series.[13][14] With the series being less popular in western regions, it failed to revive the platform in the same way. The PSP ended up being a mixed result for the company. It was seen as a success in that it was the only handheld video game platform that had ever significantly competed with Nintendo
Nintendo
for market share in a meaningful way, selling almost 80 million units in its lifespan, roughly the same amount as Nintendo's Game Boy Advance
Game Boy Advance
had during the sixth generation of video game consoles.[13] Despite this, it was still only managed to sell a little over half of what its actual market competitor, the DS, had sold, which was over 150 million units by the end of 2011.[15] Rumors of a successor to the PSP came as early as July 2009 when Eurogamer
Eurogamer
reported that Sony
Sony
was working on such a device, which would utilize the PowerVR SGX543MP processor and perform at a level similar to the original Xbox.[16] Through mid-2010, websites continued to run stories about accounts of the existence of a "PSP 2".[17][18][19][20][21] Reports arose during the Tokyo Game Show
Tokyo Game Show
that the device was unveiled internally during a private meeting during mid-September held at Sony
Sony
Computer Entertainment's headquarters in Aoyama, Tokyo.[18] Shortly after, reports of development kits for the handheld had reportedly already been shipped to numerous video game developers including both first-party and third-party developers to start making games for the device,[22] a report later confirmed by Mortal Kombat Executive Producer Shaun Himmerick.[23] By November, Senior Vice President of Electronic Arts, Patrick Soderlund, confirmed that he had seen that the PlayStation
PlayStation
Portable successor existed, but could not confirm details.[24] In the same month, VG247
VG247
released pictures of an early prototype version showing a PSP Go-like slide-screen design along with two analog sticks, two cameras and a microphone, though the report mentioned that overheating issues had since caused them to move away from the design in favor of a model more similar to the original PlayStation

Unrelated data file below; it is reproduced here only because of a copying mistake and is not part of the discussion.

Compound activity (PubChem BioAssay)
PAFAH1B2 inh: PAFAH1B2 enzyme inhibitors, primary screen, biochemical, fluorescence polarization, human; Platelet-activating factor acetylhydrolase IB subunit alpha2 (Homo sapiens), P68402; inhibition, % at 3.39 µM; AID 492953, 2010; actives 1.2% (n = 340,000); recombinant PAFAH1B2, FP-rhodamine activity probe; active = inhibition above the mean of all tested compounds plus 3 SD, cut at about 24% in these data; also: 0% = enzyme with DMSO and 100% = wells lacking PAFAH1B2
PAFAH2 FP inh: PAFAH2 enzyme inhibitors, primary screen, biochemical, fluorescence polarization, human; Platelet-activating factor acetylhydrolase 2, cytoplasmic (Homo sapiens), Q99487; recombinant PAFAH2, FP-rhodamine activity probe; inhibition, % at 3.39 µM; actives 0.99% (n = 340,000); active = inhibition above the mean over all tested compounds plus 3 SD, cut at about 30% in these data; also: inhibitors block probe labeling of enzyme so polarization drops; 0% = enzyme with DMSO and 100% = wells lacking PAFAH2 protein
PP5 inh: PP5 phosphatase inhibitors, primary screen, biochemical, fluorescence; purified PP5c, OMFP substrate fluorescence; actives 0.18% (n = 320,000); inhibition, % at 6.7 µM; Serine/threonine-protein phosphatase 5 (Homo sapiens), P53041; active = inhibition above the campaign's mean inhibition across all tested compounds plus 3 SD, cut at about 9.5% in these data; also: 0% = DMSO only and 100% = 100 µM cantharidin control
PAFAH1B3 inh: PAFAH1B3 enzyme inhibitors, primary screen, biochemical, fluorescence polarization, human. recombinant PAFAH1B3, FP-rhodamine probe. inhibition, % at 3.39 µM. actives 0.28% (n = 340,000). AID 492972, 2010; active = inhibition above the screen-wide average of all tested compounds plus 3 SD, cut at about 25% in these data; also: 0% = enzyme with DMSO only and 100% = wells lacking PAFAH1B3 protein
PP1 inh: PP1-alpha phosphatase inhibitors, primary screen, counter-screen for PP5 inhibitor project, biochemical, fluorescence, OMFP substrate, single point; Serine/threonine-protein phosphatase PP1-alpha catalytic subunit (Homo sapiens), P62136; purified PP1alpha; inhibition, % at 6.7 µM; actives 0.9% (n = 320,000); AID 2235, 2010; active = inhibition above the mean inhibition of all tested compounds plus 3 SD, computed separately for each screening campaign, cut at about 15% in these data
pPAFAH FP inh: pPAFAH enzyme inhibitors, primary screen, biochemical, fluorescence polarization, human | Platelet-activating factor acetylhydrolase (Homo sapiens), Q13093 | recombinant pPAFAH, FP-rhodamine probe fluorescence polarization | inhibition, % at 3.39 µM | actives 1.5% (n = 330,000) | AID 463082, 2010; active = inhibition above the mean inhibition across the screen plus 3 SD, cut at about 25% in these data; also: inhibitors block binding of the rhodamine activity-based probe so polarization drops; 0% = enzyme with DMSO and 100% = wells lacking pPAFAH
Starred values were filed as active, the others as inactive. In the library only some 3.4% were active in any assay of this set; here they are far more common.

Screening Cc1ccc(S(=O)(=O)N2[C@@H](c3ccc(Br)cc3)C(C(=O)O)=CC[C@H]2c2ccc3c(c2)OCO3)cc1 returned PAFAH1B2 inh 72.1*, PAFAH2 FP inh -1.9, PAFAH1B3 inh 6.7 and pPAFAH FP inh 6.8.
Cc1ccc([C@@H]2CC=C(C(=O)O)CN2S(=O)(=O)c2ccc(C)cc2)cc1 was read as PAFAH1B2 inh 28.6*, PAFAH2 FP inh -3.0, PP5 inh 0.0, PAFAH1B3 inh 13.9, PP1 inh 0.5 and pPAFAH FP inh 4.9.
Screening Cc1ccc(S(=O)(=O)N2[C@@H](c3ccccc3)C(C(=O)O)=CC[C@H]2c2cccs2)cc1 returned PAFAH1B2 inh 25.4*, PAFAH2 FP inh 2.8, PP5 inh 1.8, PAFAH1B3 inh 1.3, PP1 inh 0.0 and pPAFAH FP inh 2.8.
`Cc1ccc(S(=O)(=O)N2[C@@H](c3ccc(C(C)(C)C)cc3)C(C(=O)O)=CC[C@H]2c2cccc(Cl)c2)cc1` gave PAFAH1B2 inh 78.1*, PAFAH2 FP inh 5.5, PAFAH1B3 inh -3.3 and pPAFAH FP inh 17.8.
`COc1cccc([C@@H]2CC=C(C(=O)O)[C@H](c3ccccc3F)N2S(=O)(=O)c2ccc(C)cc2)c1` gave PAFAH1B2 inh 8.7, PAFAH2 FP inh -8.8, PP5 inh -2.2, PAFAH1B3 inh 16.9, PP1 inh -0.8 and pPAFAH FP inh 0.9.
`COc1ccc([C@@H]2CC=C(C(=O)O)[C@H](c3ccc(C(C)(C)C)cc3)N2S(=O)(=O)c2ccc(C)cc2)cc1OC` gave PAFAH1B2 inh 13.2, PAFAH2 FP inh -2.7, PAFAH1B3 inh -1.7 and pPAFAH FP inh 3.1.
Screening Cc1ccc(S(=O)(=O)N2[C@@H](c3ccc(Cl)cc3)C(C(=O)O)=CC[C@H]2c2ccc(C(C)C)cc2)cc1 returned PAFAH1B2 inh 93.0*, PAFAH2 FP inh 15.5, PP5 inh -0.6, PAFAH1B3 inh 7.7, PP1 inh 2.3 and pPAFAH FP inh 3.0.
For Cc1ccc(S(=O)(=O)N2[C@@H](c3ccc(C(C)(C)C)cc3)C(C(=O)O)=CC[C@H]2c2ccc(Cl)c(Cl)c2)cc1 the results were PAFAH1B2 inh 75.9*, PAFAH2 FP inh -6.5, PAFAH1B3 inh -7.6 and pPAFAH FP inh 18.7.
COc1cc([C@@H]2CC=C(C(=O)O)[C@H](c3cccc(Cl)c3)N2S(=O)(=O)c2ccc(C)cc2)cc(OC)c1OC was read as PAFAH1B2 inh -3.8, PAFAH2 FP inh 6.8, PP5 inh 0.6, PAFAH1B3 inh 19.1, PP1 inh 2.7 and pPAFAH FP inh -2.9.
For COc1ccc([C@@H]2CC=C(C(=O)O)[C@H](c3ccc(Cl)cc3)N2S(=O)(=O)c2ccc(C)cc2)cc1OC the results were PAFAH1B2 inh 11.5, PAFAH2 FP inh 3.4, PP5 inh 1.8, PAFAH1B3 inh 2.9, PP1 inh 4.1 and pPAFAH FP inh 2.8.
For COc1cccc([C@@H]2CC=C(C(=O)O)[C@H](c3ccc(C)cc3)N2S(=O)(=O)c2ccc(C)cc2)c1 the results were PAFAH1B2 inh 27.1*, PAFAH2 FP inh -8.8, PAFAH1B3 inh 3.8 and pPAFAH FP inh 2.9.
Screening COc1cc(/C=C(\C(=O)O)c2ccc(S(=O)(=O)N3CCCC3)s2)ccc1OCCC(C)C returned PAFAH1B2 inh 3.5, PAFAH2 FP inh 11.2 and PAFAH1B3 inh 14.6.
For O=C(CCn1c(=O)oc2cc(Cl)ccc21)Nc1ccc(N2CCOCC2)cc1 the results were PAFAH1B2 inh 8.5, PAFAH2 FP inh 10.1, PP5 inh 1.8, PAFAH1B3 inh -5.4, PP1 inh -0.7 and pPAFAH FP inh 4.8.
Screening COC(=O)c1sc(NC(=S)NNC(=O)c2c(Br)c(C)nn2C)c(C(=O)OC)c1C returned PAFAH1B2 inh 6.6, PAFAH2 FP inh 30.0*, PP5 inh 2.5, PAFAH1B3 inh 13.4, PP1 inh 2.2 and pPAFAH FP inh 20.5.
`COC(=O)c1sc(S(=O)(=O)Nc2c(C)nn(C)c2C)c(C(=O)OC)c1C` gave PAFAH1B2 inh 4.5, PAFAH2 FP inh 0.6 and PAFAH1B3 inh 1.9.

PlayStation
Portable device.[19][21][25] Throughout 2010, Sony
Sony
would not confirm these reports of a PSP successor, but would make comments regarding making future hardware. Shuhei Yoshida, President of Sony Computer Entertainment
Sony Computer Entertainment
Worldwide Studios revealed that his studio, despite usually being more involved with software, had a continued role in future hardware development at the time.[26] In December, Sony Computer Entertainment
Sony Computer Entertainment
CEO Kazuo Hirai stated that Sony
Sony
aimed to appeal to a wide demographic of people by using multiple input methods on future hardware; buttons and joysticks for traditional handheld game system users, and touchscreens for smart phone users.[27] The device was officially announced by Sony
Sony
on January 27, 2011, at their " PlayStation
PlayStation
Meeting" press conference held by the company in Japan.[28] The system, only known by its code name "Next Generation Portable", was announced to be a handheld gaming device that aimed for PlayStation
PlayStation
3 quality visuals,[28] which was later clarified to not be taken at a literal level because, according to David Coombes, platform research manager at Sony
Sony
Computer Entertainment America, "Well, it's not going to run at 2 GHz [like the PS3] because the battery would last five minutes and it would probably set fire to your pants".[29] Its power was later described by Sony
Sony
engineers as about halfway between the PSP and PS3.[30] As rumors had suggested, the device was designed to present "the best of both worlds" between mobile and handheld gaming, including a 5-inch OLED
OLED